Internet Payments

Secure & Reliable

Your data is encrypted and secure with us.
Godaddyseal image
VeraSafe Security Seal

Lethbridge Herald Newspaper Archives

- Page 34

Join us for 7 days to view your results

Enter your details to get started

or Login

What will you discover?

  • 108,666,265 Obituaries
  • 86,129,063 Archives
  • Birth & Marriages
  • Arrests & legal notices
  • And so much more
Issue Date:
Pages Available: 42

Search All United States newspapers

Research your ancestors and family tree, historical events, famous people and so much more!

Browse U.S. Newspaper Archives

googlemap

Select the state you are looking for from the map or the list below

OCR Text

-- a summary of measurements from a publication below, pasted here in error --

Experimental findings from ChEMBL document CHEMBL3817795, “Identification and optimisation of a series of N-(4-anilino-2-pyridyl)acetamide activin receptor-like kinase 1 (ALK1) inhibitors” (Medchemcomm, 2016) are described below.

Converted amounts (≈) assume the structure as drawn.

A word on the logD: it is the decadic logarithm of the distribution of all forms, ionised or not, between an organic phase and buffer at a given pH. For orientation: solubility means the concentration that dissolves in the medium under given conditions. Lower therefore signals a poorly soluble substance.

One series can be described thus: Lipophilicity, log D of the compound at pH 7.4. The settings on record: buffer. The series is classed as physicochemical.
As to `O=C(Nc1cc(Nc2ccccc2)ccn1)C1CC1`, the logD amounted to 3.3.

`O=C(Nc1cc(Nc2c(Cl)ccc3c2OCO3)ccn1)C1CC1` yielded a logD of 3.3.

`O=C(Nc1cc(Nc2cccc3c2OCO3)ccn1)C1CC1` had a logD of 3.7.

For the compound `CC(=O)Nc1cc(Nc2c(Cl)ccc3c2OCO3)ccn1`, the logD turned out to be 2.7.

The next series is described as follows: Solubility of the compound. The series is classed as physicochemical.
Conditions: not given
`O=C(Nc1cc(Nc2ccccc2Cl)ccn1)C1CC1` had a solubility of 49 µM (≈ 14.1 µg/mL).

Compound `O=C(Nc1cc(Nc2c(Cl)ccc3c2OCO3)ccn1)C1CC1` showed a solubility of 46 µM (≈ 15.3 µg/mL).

Lethbridge Herald, The (Newspaper) - March 6, 1974, Lethbridge, Alberta 32-THE LETHBRIDQE HERALD Wtdnwday, March 6, 1974 'Big meanie'act paid off for tots WHITECOURT (CP) The driver of a kindergarten school bus here says her rule about children not standing in the aisles of her bus paid off last week when her bus was hit from behind by a semi- trailer truck at a railway level crossing. "Thank goodness I always insist that the kids sit down in Schmidt lashes inflation GRANDE PRAIRIE (CP) Continuing inflation could destroy Alberta's economy within three years, Alberta Social Credit Leader Werner Schmidt said this week. Mr. Schmidt, addressing a meeting of northern Alberta Social Credit party members, said inflation is the biggest problem facing Alberta. He said "panic buying" and unchecked provincial government overexpenditures are contributing to the nearly 10-per-cent annual inflation rate. "If the inflationary spiral continues it will lead to the destruction of our current currency said Mr. Schmidt. "That would leave the country open to control by outside interests." He said the party will raise the question of inflation during the spring session of the legislature which begins Thursday. the said Adelaine Mitchell, a 20-year veteran driver. "I'm not a big meanie anymore." Mrs. Mitchell had stopped her bus Feb. 28 near a level crossing and had opened her doors as required by law to check for oncoming trains. Operation of the door automatically triggered the flashing red lights at the rear of the bus. Seconds later, said Mrs. Mitchell, the bus was struck from behind and pushed across the tracks and 200 feet down the road. She steered for the right hand ditch but ended up over an embankment perched at a 30-degree tilt. The rear of the bus was destroyed by the impact. The rear emergency door was "all but ripped she said. kids were all screaming, but I told them not to cry unless they were said Mrs. Mitchell, who, along with driver aide Joyce Arthur of Whitecourt, suffered a sprained back. Only one of the 22 five-year olds aboard the bus was injured. Mrs. Mitchell said if the bus had been full some would have been injured in the crash. All of the kindergarten children were seated at the front of the bus, she said. Rudolph Werner, 43, will appear in provincial court March 20 on a charge of careless driving. GOLD MINED At the Anvil mine in Faro, Yukon, lead, silver, zinc and traces of gold are mined. U.S. army doesn't have home for Big J FT. LEWIS, Wash. (AP) Big J is a nine-foot python with a love for children and a history of causing problems for the U.S. army. It all started five years ago. when he crawled into a general's mess. The officer didn't appreciate the dinner companion and summoned Sgt. James L. Johnson, a medic, for an eviction.' A friendship blossomed between Johnson and the evictee. When Johnson returned from Vietnam, Big J came home with him. The army and Big J coexisted until recently when a regulation prohibiting snakes in quarters took effect. The Johnsons decided to move off post to keep the serpent. But when moving day came, Big J couldn't be found. The army searched the house for three weeks. The room temperatures were turned up to make Big J more active and stimulate his appetite. Live chickens, his favorite food were loosed into the house as bait. Nothing worked. Big J was finally located a few days ago in the kitchen where he had found a home under the range. He was reunited with the Johnson family which includes three children who play with Big J. Johnson says the snake is harmless he only hisses at strangers. "We plan to keep him until he gets about 20 feet Johnson said Tuesday, "and then give him to a zoo before he reaches his full size of 35 feet." Johnson, 40, is a native of Barstow, Calif, and snakes have long been part of his life. As a youth he says he used to hunt rattlesnakes. "Mother got upset, though, when I brought one in the house." Official tartan for B.C. VICTORIA (CP) Provincial Secretary Ernie Hall has introduced legislation which provides an official tartan for British Columbia. Mr. Hall said outside the house that the previous Social Credit administration had registered the B.C. tartan Jan. 8, 1969, in the books of the Court of the Lord Lyon, King of Arms, Scotland. The provincial government now was simply following that move to its logical conclusion, he said, by adopting the tartan as the official B.C. tartan. Almost swallowed in mudhole Rescuers pull 13-year-old Billy Reynolds from, a mudhole that almost swallowed-him at a construction site in Charlotte, N.C., this week._____________ China feels no thirst for oil By DANIEL SOUTHERLAND Christian Science Monitor HONG KONG While much of the world worries over the "oil China is proudly proclaiming that it has an abundance of oil. "Not only self-sufficient, China now has oil for said the Peking journal Red Flag just a few days ago. Of course, China's oil needs are not comparable to those of fully industrialized countries. China is a country without privately owned automobiles, and the state-owned cars that it does have are relatively few. The world's most populous nation runs largely on leg and arm power, not on gasoline. But aside from the fact that their needs are few and their ways frugal, the Chinese have another reason to boast. China's oil production has risen steadily over the past few years. Even those experts who question some of the official statistics released by the Chinese consider the growth rate to be impressive. One Hong Kong expert goes so far as to call it Premier Cnou En-lai was reported to have said ihat China produced 50 million tons of petroleum in 1973. That is about 40 per cent higher than the estimates that most Western experts have come up with previously. But the Chinese fulfilled the agreement and recently signed a new contract with Japan for a 50 per cent increase in oil deliveries this year. This will still come to less than one per cent of Japan's oil needs. But the Chinese oil industry has great potential for growth. Most important of all. GOVERNOR TURNED COP CONCORD, Gov. Meldrim Thomson's limousine has been serving double duty as a state police cruiser. As a result of observations by Thomson and his driver, police Sgt. Henry Bird, two persons were stopped for speeding and three were arrested for illegal possession NOTICE EAST END WELDING Is no longer affiliated with CUSTOM ENGINE PARTS LTD. at of March 1st 1974 No More Charges Will Be Accepted By Custom Engine For East End Welding CUSTOM ENGINE PARTS LTD. 1605 3rd AvaniM South Phone 328-8181 China is believed to have huge offshore oil reserves. In the late 1960's, a report prepared for the United Nations Economic Commission for Asia and the Far East spoke of the possibility of rich oil deposits lying in the continental shelf off China. The most optimistic assessment came more recently from an American oil executive who said that China's offshore reserves might rival those of the Middle East. At any rate, the Chinese are already producing enough oil to assist them with their foreign policy aims. One of those aims has consistently been to limit the influence of the Soviet Union. VANTA'S ECONOMY MEATS 904 7ft 8. Phoiw 32t-4S45 YNrSucUtts tumor UK SM8B FrMH HMs Your SpMtols For TMs WMk 4. 5. 7. ft. ft. The Chinese may think that if they can steadily increase their deliveries of oil to the Japanese, it will reduce the likelihood of Japan's accepting Soviet proposals for joint Russo-Japanese exploitation of Siberian reserves. The Chinese are not eager to see new Soviet development projects spring up near the northern borders they share with their powerful antagonists. The Chinese are interested in importing sophisticated foreign equipment for their oilfields and refineries, and the Japanese seem to have the inside track in this field. They have provided China with a floating drill rig that is operating in the Pohai Bay off Tientsin. A Japanese corporation also has given the Chinese technical advice on the construction of an oil pipeline in northeastern China. But this may be where the Chinese draw the line. While not adverse to importing equipment and technology the Chinese still stress the importance of self- reliance in all their propaganda media. Japanese and American firms have shown an interest in assisting the Chinese in the exploration and development of their oil reserves. But the Chinese say that they do not want joint ventures or help from foreign technicians. The Chinese think that they were overdependent on Soviet aid and technical advisers in the 1950s and are not eager to repeat that unhappy experience with any other foreigners. Dance record MONTEVIDEO (Reuter) Seven young Uruguayan couples claimed a world record after dancing non-stop for 142 hours. Thirty one couples began the competition last week in a bid to beat the 1956 record set by an Italain couple who danced for 136 hours. Selkirk farmer charged 78' after 45 cattle starve 1.29 1.29 Uwr MC. m AT VANTA? MEATS YOU SAVE. JOW OTHEftS IN SUCCESS A WITH OtO VAWTA'S THIS WEEK. SIDES OF BEEF A1 ft. HMDSOFMEFA1. Ddli.il.....Daily 1.19 SELKIRK, Man. (CP) Gordon Monkman. 47, a district farmer in nearby Scanterbury, was remanded one week without plea Tuesday on charges of cruelty to animals following the death of 45 head of cattle. He was charged following a weekend police seizare of his enitre herd. The animals died of starvation. RCMP report the remaining 101 cattle owned by are alive and healty. The charges can bring a fine of 1300, six months in prison, or both. Liberal Leader Izzy Asper raised the issue in the Legislature Monday, asking whether the farmer had received a loan from the federal provincial farm diversification program. Agriculture Minister Sam Uskiw said he believed there had been a loan, bat didn't know the amount. Attorney general Howard Pawley refused to answer questions about the incident because it will be coming before the courts. Think hockey's tough today? Not on your slapshot! You should have seen itway-back-when. A real man's game. And it called for a real man's beer. Lethbridge Old Style Pilsner. Slow-brewed and naturally aged for big beer flavour. It's the one thing that doesn't change. Alberta's original Pilsner is still a winner, year after year after year. Try it. You'll be a fan, too. TWADmOH YOU CAM TASTE FROH THE HOUSE OF LETHBmDGE ;